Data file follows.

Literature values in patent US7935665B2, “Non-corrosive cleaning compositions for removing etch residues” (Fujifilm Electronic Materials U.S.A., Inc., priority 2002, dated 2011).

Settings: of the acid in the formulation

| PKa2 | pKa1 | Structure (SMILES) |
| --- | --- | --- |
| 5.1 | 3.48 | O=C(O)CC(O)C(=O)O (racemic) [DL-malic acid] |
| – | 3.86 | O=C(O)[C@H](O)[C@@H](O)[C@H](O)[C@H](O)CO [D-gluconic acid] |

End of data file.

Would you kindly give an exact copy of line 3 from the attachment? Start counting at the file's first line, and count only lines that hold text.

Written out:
| PKa2 | pKa1 | Structure (SMILES) |